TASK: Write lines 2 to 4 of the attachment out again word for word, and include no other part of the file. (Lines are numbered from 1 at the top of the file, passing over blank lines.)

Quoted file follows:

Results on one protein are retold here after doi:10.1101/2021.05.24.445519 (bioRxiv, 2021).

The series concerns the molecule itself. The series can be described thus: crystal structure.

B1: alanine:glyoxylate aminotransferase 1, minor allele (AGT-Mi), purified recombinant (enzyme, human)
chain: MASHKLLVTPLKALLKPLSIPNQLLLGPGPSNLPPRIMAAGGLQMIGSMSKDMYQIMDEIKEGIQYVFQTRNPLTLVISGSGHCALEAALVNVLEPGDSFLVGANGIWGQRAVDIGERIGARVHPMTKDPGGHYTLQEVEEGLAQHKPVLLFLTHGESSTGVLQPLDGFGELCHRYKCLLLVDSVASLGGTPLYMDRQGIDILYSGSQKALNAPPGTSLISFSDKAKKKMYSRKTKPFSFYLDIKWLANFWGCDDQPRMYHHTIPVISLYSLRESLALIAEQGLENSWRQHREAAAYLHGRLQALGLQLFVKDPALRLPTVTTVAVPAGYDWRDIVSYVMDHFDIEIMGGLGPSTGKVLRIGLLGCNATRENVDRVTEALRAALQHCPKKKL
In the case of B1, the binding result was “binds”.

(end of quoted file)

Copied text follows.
The series concerns the molecule itself. The series can be described thus: crystal structure.

B1: alanine:glyoxylate aminotransferase 1, minor allele (AGT-Mi), purified recombinant (enzyme, human)
chain: MASHKLLVTPLKALLKPLSIPNQLLLGPGPSNLPPRIMAAGGLQMIGSMSKDMYQIMDEIKEGIQYVFQTRNPLTLVISGSGHCALEAALVNVLEPGDSFLVGANGIWGQRAVDIGERIGARVHPMTKDPGGHYTLQEVEEGLAQHKPVLLFLTHGESSTGVLQPLDGFGELCHRYKCLLLVDSVASLGGTPLYMDRQGIDILYSGSQKALNAPPGTSLISFSDKAKKKMYSRKTKPFSFYLDIKWLANFWGCDDQPRMYHHTIPVISLYSLRESLALIAEQGLENSWRQHREAAAYLHGRLQALGLQLFVKDPALRLPTVTTVAVPAGYDWRDIVSYVMDHFDIEIMGGLGPSTGKVLRIGLLGCNATRENVDRVTEALRAALQHCPKKKL